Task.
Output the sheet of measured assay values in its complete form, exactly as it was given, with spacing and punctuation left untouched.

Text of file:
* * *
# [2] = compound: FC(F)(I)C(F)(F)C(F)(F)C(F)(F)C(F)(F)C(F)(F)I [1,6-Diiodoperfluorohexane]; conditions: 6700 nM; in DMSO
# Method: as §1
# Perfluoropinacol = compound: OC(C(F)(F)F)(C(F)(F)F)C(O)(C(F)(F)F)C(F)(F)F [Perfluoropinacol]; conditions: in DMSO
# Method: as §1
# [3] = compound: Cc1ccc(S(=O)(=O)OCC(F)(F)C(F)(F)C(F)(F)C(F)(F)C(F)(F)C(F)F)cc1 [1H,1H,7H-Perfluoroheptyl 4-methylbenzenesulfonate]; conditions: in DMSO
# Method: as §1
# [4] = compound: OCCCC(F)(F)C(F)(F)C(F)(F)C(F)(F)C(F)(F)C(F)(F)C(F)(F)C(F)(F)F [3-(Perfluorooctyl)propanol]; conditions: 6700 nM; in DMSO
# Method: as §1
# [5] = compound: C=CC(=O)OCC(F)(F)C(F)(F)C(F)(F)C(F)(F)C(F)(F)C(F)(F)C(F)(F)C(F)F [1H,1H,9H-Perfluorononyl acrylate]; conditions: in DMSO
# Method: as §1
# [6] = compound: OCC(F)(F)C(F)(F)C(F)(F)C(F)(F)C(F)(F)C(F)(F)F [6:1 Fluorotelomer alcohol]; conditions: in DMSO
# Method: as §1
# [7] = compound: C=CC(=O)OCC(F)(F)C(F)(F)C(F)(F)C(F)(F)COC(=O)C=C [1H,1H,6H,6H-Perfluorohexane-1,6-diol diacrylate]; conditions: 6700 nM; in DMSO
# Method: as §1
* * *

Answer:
# [2] = compound: FC(F)(I)C(F)(F)C(F)(F)C(F)(F)C(F)(F)C(F)(F)I [1,6-Diiodoperfluorohexane]; conditions: 6700 nM; in DMSO
# Method: as §1
# Perfluoropinacol = compound: OC(C(F)(F)F)(C(F)(F)F)C(O)(C(F)(F)F)C(F)(F)F [Perfluoropinacol]; conditions: in DMSO
# Method: as §1
# [3] = compound: Cc1ccc(S(=O)(=O)OCC(F)(F)C(F)(F)C(F)(F)C(F)(F)C(F)(F)C(F)F)cc1 [1H,1H,7H-Perfluoroheptyl 4-methylbenzenesulfonate]; conditions: in DMSO
# Method: as §1
# [4] = compound: OCCCC(F)(F)C(F)(F)C(F)(F)C(F)(F)C(F)(F)C(F)(F)C(F)(F)C(F)(F)F [3-(Perfluorooctyl)propanol]; conditions: 6700 nM; in DMSO
# Method: as §1
# [5] = compound: C=CC(=O)OCC(F)(F)C(F)(F)C(F)(F)C(F)(F)C(F)(F)C(F)(F)C(F)(F)C(F)F [1H,1H,9H-Perfluorononyl acrylate]; conditions: in DMSO
# Method: as §1
# [6] = compound: OCC(F)(F)C(F)(F)C(F)(F)C(F)(F)C(F)(F)C(F)(F)F [6:1 Fluorotelomer alcohol]; conditions: in DMSO
# Method: as §1
# [7] = compound: C=CC(=O)OCC(F)(F)C(F)(F)C(F)(F)C(F)(F)COC(=O)C=C [1H,1H,6H,6H-Perfluorohexane-1,6-diol diacrylate]; conditions: 6700 nM; in DMSO
# Method: as §1